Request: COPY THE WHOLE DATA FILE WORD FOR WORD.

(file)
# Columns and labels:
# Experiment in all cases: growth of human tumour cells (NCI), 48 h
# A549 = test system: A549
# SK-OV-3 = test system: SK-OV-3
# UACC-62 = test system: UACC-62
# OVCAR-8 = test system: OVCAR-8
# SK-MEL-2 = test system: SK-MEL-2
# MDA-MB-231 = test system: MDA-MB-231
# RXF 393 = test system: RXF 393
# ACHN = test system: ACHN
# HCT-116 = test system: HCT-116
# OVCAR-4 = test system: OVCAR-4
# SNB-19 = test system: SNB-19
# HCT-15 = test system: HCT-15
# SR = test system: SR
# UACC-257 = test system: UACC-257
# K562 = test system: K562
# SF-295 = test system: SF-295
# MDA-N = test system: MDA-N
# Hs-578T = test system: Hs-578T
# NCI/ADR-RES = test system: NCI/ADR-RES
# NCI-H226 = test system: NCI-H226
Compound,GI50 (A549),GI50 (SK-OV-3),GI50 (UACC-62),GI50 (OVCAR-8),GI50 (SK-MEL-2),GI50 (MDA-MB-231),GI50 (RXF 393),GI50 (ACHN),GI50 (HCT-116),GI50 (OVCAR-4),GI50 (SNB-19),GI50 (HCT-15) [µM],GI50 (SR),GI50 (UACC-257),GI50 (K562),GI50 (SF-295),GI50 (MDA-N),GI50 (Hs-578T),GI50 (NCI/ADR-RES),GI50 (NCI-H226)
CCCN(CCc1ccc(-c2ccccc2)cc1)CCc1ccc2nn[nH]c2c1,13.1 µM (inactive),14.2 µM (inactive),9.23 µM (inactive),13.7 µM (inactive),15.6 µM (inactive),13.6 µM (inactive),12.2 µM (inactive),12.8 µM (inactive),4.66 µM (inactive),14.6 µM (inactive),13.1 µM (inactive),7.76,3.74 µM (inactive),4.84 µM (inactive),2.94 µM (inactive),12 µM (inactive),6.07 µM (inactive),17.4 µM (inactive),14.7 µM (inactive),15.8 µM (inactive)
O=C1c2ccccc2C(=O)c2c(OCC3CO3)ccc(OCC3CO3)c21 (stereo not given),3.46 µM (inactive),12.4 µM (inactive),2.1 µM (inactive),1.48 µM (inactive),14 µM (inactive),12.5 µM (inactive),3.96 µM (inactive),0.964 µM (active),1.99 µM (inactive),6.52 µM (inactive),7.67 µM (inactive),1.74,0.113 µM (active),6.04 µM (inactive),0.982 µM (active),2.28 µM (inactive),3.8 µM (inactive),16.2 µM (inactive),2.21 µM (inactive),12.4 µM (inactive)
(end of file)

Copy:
# Columns and labels:
# Experiment in all cases: growth of human tumour cells (NCI), 48 h
# A549 = test system: A549
# SK-OV-3 = test system: SK-OV-3
# UACC-62 = test system: UACC-62
# OVCAR-8 = test system: OVCAR-8
# SK-MEL-2 = test system: SK-MEL-2
# MDA-MB-231 = test system: MDA-MB-231
# RXF 393 = test system: RXF 393
# ACHN = test system: ACHN
# HCT-116 = test system: HCT-116
# OVCAR-4 = test system: OVCAR-4
# SNB-19 = test system: SNB-19
# HCT-15 = test system: HCT-15
# SR = test system: SR
# UACC-257 = test system: UACC-257
# K562 = test system: K562
# SF-295 = test system: SF-295
# MDA-N = test system: MDA-N
# Hs-578T = test system: Hs-578T
# NCI/ADR-RES = test system: NCI/ADR-RES
# NCI-H226 = test system: NCI-H226
Compound,GI50 (A549),GI50 (SK-OV-3),GI50 (UACC-62),GI50 (OVCAR-8),GI50 (SK-MEL-2),GI50 (MDA-MB-231),GI50 (RXF 393),GI50 (ACHN),GI50 (HCT-116),GI50 (OVCAR-4),GI50 (SNB-19),GI50 (HCT-15) [µM],GI50 (SR),GI50 (UACC-257),GI50 (K562),GI50 (SF-295),GI50 (MDA-N),GI50 (Hs-578T),GI50 (NCI/ADR-RES),GI50 (NCI-H226)
CCCN(CCc1ccc(-c2ccccc2)cc1)CCc1ccc2nn[nH]c2c1,13.1 µM (inactive),14.2 µM (inactive),9.23 µM (inactive),13.7 µM (inactive),15.6 µM (inactive),13.6 µM (inactive),12.2 µM (inactive),12.8 µM (inactive),4.66 µM (inactive),14.6 µM (inactive),13.1 µM (inactive),7.76,3.74 µM (inactive),4.84 µM (inactive),2.94 µM (inactive),12 µM (inactive),6.07 µM (inactive),17.4 µM (inactive),14.7 µM (inactive),15.8 µM (inactive)
O=C1c2ccccc2C(=O)c2c(OCC3CO3)ccc(OCC3CO3)c21 (stereo not given),3.46 µM (inactive),12.4 µM (inactive),2.1 µM (inactive),1.48 µM (inactive),14 µM (inactive),12.5 µM (inactive),3.96 µM (inactive),0.964 µM (active),1.99 µM (inactive),6.52 µM (inactive),7.67 µM (inactive),1.74,0.113 µM (active),6.04 µM (inactive),0.982 µM (active),2.28 µM (inactive),3.8 µM (inactive),16.2 µM (inactive),2.21 µM (inactive),12.4 µM (inactive)